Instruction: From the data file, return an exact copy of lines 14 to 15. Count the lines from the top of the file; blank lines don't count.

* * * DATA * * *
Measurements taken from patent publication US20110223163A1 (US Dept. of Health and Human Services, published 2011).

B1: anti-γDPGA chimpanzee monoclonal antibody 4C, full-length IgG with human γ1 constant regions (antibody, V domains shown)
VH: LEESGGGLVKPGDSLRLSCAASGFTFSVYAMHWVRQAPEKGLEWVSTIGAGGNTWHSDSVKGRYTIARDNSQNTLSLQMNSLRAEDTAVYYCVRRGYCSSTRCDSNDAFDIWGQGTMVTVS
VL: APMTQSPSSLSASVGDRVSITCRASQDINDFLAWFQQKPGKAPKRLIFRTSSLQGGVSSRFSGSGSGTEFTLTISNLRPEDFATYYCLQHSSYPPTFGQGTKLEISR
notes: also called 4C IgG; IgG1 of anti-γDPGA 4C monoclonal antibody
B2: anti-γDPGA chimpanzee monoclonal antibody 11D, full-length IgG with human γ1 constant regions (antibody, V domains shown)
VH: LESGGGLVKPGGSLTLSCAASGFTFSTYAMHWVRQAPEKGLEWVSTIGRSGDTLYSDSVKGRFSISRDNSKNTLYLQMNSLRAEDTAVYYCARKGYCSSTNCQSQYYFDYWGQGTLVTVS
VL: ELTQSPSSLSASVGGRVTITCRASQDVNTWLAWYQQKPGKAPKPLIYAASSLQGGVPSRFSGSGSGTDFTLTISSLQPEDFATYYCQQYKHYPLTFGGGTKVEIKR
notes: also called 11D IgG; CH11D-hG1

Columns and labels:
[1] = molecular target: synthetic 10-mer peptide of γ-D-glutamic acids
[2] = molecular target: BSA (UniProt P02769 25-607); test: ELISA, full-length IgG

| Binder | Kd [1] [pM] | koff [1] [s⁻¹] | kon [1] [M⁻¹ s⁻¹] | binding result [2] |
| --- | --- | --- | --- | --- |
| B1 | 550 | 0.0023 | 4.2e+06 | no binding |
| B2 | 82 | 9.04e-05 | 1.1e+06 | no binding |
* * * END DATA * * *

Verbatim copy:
| --- | --- | --- | --- | --- |
| B1 | 550 | 0.0023 | 4.2e+06 | no binding |